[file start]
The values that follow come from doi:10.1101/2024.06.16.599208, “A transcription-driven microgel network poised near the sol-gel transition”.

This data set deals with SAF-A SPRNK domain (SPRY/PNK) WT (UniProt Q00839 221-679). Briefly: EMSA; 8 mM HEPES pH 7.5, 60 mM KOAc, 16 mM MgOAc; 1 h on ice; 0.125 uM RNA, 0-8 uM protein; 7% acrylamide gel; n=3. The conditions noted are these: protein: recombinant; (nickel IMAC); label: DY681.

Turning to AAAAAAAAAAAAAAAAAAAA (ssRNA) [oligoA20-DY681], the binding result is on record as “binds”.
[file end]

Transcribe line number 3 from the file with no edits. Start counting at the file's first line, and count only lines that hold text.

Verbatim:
Turning to AAAAAAAAAAAAAAAAAAAA (ssRNA) [oligoA20-DY681], the binding result is on record as “binds”.